Eighth-annual Cranksgiving event set for Saturday in Sequim

SEQUIM — An annual ride to help feed Sequim’s hungriest residents is set for Saturday.

The eighth annual Cranksgiving is a fall, family-friendly, bike-powered benefit for the Sequim Food Bank, 144 W. Alder St.

Sequim’s Cranksgiving organizers last year added a team competition to complement individual awards as they invite community members to once again join the annual food-raiser, this year set for 8:45 a.m. Saturday.

Teams start at 9 a.m. and individuals at 9:15 a.m. at the Sequim Food Bank.

Participants of all ages are invited to bring their bike and gear — including helmet, lock, knapsack, etc. — along with money to purchase food that will be donated to the food bank.

Similar to a “scavenger hunt” on wheels, participants compete for various prizes, from fastest collector to most food collected, youngest and oldest rider, top food-gathering team and more.

Cranksgiving organizers provide a list of food asked for and a course that traditionally spans 4.4 miles from QFC to Walmart and back.

During the event, participants purchase food items from the shopping list at specified stores around town and when done bring the food to the start point (the food bank).

In doing this, they must visit at least four stores and purchase at least one item at each store. Family participants with small children must visit at least one store.

The event also includes an “after-party” at Rainshadow Coffee, 157 W. Cedar St., for awards and a raffle. The team gathering the most food (by weight) wins.

While this is the eighth event in Sequim, Cranksgiving is based on a nationwide event.

To date, about 60 cities nationwide have announced their participation and more will join during the next several weeks.

Despite fewer riders than 2016, Sequim’s 2017 Cranksgiving event nearly doubled the weight of food raised the previous year, with more than a ton (2,347 pounds) coming in along with $338 — all going to the Sequim Food Bank.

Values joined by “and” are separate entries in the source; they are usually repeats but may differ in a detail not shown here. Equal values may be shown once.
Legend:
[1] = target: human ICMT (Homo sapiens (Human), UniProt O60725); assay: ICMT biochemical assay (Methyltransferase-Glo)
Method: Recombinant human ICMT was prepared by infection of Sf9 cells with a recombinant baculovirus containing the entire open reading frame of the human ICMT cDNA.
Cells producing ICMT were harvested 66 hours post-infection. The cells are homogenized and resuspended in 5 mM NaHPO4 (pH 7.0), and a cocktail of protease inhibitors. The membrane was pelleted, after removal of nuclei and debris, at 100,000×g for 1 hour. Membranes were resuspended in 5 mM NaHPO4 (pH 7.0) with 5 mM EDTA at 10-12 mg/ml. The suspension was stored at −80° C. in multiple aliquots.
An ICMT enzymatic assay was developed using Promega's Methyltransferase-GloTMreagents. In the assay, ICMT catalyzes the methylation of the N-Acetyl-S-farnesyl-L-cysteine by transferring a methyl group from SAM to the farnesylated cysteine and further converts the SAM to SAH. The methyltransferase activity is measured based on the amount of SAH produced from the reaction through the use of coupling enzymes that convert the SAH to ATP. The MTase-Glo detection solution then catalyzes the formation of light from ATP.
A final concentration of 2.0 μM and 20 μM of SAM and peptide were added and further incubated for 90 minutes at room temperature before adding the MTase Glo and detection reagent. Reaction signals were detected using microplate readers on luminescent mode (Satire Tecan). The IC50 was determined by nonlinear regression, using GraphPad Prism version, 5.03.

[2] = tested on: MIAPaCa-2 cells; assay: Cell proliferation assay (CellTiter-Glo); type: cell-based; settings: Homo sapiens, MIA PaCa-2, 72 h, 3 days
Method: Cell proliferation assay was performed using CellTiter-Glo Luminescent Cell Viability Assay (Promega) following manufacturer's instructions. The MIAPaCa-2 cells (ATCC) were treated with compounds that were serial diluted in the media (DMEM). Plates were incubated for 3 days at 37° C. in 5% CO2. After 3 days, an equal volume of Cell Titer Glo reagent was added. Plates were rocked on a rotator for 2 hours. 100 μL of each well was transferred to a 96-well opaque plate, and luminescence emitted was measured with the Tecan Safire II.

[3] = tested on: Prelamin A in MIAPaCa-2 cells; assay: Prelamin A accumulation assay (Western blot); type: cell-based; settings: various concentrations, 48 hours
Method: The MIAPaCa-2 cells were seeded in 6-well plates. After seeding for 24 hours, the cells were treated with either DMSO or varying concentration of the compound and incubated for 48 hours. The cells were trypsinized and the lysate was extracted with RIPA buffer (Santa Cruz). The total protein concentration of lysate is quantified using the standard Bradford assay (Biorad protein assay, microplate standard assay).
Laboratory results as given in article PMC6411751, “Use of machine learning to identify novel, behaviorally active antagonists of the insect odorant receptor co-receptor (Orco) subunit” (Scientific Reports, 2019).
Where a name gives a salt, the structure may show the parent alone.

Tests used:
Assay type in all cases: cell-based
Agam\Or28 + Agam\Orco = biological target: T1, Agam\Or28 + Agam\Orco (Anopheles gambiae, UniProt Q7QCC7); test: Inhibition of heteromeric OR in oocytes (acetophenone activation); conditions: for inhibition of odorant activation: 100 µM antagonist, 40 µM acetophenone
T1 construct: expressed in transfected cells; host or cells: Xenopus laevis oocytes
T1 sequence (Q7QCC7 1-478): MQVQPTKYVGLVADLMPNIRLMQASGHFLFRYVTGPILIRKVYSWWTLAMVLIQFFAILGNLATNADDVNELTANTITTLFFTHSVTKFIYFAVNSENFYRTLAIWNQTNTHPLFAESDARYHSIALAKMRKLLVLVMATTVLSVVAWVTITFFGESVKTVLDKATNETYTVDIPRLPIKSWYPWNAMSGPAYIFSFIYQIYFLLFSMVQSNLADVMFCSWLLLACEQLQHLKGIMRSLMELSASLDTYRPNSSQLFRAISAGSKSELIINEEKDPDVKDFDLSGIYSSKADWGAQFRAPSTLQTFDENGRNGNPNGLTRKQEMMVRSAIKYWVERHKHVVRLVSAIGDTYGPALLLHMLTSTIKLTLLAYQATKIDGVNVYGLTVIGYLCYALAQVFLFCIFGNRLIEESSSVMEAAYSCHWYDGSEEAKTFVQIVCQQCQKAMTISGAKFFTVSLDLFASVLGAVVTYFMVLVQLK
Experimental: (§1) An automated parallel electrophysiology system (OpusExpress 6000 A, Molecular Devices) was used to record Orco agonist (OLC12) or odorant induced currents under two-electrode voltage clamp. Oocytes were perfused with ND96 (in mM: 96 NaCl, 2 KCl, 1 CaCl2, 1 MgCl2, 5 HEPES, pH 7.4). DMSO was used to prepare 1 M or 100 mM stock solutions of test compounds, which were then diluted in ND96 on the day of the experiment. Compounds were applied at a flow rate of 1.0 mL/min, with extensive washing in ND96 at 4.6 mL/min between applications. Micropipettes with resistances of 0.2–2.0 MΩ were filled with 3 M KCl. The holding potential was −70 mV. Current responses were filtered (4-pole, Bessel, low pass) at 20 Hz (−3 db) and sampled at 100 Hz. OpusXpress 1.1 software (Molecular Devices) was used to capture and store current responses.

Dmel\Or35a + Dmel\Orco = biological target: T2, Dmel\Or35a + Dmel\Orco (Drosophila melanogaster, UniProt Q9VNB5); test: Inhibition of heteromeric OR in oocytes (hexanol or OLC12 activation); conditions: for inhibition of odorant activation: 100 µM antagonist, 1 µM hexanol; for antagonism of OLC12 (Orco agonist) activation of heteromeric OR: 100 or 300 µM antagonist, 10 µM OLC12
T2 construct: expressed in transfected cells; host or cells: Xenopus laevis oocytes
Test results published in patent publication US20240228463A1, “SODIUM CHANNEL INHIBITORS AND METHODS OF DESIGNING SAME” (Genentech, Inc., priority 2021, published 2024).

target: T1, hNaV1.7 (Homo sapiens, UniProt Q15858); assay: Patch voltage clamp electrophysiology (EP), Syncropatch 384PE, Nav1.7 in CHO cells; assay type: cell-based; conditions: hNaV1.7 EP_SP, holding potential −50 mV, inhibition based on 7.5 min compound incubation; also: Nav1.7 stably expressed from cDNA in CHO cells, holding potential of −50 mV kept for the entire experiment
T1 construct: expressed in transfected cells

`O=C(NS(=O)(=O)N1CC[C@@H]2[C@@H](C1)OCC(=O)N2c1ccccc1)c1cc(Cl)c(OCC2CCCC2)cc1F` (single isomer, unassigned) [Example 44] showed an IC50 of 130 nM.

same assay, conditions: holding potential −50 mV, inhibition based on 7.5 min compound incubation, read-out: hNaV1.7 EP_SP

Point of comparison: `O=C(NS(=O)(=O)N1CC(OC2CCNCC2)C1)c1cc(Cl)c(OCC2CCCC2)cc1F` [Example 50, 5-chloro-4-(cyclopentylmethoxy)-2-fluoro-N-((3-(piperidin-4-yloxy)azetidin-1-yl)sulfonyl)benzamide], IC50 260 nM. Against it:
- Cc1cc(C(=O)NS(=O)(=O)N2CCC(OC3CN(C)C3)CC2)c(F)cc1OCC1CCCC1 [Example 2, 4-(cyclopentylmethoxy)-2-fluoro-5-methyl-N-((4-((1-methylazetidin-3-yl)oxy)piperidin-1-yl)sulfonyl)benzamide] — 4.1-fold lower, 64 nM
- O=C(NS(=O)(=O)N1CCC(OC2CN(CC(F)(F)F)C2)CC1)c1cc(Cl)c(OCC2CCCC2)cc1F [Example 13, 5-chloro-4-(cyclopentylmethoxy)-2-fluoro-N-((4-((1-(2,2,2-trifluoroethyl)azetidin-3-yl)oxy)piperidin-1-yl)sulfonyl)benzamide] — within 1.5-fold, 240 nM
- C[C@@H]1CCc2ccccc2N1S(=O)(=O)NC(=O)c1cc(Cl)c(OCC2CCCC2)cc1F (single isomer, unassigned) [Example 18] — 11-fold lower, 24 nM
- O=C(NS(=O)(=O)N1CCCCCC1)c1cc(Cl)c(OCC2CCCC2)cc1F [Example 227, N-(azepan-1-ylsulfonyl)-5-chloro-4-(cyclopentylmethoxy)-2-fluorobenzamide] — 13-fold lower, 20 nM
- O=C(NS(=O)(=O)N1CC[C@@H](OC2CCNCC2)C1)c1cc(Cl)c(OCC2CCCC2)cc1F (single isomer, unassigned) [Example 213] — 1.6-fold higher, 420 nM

For more information, contact Tom Coonelly at 360-681-7053 or Coonelly@olypen.com.


Michael Dashiell is the editor of the Sequim Gazette of the Olympic Peninsula News Group, which also is composed of other Sound Publishing newspapers Peninsula Daily News and Forks Forum. Reach him at editor@sequimgazette.com.

More in News

Budgets before county commissions

Government meetings across North Olympic Peninsula

Holiday decorations go missing on Diamond Point

The Grinch came early this year. Or that’s how… Continue reading

teaser logo
Peninsula Home Fund donations pour in

Most recent donors listed

Matthew Nash/Olympic Peninsula News Group

For the second year, River Jensen, left, and her mom Anna Larsen plan to use stockings for River’s Christmas Project to supply toiletries to local homeless people and others in crisis. River, now 16, started the project seven years ago.
Jefferson County considers carbon leases

Junior taxing districts concerned about timber revene

EJFR to expand ability to help

City-hosted grant adds ‘tools to toolbox’

The Dungeness Off-Channel Reservoir is pictured in an artist's rendering by Anchor QEA, the project’s engineering firm.
Open house to provide information about Dungeness reservoir

Project aims to protect irrigation water, save salmon, create park

Football players disciplined

Forks investigation into hazing incident ongoing

Visitor to the Port Angeles Winter Ice Village walk through a decorative ornament, part of a donation of holiday decorations from the Microsoft Corporation to the Olympic Medical Center Foundation for use at last weekend's Festival of Trees, and then moved to the ice village for the duration of the ice skating season. The villages offers daily skating through Jan. 2 in downtown Port Angeles.
Volunteers in short supply at Winter Ice Village

Chamber: Popular rink depends on community pitiching in

Most Read